Further cementing the new 5008 in the 21st century are its array of digital displays. The traditional analog gauges have been replaced by a 12.3-inch monitor. While I’d much prefer an instrument panel, the clean and crisp graphics of the digital screen were nice and easy on the eyes. The center of the dashboard has an 8-inch touchscreen infotainment system that houses and controls almost all of the 5008’s onboard features. From playing your favorite playlist, to adjusting the climate control, and managing the car’s security features, the touchscreen does it all in a high-tech and swift manner.
The driver’s seat is power adjustable and comes with memory settings for two. In addition, both the driver and front passenger seats come with a massage function; on long road trips and sudden weekend getaways, you'd definitely want to be seated in the front. But that is not to say that the rear seats are bad. There's plenty of headroom, elbowroom and legroom for three people at the back. They are also treated to rear aircon vents, folding tray tables, window blinds, and a 12V power socket good for recharging gadgets and smartphones.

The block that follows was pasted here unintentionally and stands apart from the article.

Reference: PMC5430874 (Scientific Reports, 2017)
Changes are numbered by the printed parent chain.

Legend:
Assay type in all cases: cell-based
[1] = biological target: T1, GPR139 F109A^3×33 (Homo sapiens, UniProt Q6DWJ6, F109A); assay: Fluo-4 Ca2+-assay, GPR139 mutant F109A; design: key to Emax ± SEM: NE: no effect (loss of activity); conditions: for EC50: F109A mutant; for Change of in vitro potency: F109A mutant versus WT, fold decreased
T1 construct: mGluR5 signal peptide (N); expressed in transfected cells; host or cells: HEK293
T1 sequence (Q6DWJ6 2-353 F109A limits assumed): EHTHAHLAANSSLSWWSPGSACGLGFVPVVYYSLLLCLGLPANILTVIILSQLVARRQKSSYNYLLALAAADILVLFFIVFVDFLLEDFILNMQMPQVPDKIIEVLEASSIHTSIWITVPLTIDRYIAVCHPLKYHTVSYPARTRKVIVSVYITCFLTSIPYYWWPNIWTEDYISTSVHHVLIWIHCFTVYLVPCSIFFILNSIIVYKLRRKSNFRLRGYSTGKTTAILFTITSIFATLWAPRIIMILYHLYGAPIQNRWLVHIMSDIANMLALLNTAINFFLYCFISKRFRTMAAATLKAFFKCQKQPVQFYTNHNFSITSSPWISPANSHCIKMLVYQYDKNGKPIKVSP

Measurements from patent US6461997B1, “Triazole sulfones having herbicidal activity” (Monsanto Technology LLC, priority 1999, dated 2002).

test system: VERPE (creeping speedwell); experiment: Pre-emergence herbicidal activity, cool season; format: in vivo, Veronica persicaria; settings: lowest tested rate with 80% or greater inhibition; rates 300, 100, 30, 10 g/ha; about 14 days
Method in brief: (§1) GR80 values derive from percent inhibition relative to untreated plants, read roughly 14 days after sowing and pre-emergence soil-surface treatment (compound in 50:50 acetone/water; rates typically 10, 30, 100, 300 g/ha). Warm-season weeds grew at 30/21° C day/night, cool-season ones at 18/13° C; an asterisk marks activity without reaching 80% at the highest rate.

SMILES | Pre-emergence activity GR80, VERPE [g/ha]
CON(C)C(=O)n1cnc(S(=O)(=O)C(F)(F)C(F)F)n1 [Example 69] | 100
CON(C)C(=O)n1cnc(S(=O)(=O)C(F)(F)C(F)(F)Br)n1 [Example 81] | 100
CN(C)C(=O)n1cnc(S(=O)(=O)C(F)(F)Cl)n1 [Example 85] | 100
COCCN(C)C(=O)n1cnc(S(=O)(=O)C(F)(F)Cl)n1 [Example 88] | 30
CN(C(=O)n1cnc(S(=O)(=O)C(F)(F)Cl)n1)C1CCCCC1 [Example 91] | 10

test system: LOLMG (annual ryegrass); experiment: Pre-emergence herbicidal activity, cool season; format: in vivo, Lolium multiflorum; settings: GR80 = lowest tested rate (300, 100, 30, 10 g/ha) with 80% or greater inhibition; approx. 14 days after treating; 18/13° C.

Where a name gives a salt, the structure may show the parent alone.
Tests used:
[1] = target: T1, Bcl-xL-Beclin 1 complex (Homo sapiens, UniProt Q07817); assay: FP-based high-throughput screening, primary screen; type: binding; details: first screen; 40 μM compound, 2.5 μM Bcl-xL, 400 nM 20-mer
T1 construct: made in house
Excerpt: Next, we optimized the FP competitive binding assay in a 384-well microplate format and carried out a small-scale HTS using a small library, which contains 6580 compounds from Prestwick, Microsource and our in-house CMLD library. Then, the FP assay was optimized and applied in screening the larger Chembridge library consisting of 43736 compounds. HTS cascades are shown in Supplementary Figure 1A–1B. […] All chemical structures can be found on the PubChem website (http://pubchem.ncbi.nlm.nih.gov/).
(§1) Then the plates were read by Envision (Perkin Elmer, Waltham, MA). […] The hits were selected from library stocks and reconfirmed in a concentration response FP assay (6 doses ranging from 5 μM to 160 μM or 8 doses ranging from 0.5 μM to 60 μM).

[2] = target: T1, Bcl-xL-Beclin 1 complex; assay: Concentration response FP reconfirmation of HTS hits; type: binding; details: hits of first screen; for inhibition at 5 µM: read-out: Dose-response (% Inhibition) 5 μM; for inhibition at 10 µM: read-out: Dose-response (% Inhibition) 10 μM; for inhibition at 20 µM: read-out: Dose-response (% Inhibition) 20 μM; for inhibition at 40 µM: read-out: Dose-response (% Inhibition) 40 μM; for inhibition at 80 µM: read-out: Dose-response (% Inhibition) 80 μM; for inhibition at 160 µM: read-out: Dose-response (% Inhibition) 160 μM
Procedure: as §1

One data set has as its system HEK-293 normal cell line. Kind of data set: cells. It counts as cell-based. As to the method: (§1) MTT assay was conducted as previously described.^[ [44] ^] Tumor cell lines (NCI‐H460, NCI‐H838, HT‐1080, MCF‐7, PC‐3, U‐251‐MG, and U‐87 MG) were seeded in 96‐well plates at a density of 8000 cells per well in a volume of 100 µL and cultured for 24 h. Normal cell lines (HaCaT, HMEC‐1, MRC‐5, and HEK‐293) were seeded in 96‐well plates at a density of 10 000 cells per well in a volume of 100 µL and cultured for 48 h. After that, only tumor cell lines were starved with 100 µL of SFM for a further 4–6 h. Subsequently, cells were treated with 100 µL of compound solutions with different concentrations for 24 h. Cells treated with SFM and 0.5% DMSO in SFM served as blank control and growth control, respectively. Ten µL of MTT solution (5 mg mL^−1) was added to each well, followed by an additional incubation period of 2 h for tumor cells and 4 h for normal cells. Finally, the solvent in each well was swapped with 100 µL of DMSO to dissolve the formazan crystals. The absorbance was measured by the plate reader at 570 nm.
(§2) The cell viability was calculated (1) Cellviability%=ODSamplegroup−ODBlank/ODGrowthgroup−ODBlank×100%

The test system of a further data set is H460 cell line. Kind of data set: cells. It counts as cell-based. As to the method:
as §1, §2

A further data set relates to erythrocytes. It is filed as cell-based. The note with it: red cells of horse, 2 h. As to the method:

Need to carry more people in the 5008? Worry not, as it comes with third-row seating for two people. While they’re more suited for kids and small adults, I’m happy to report that I was able to fit my 5’7" frame at the back just fine thanks to the slide-adjustable second-row seats. Should you need to carry long or tall objects such as furniture or suitcases, both the second- and third-row seats can be folded flat.
Not all was great inside the 5008 however. Remember when I said that everything has to go through the touchscreen infotainment? Well, that meant adjusting the climate control, browsing through music folders, and even changing the car's settings have to go through that one screen. While it is indeed cutting-edge, I would have preferred to have some analog controls still for manipulating the other in-car functions. Something that Peugeot could also improve are the positioning of the pedals. Both the accelerator and brake pedals appear to be too close together which could increase the risk of pedal misapplication in certain situations.
Under the hood is not a turbo-diesel engine. Instead, the 5008 has a 1.6-liter turbocharged gasoline inline-four that is mated to a six-speed automatic transmission. Like the smaller 3008, the engine puts out 165 PS at 6000 rpm and 240 Nm of torque at 1400 rpm. Generous those power figures may be, I can already sense that some of you are not convinced about the engine’s capability to move this relatively huge seven-seater. But I can assure you that the engine is more than capable of propelling this crossover, fully laden or not.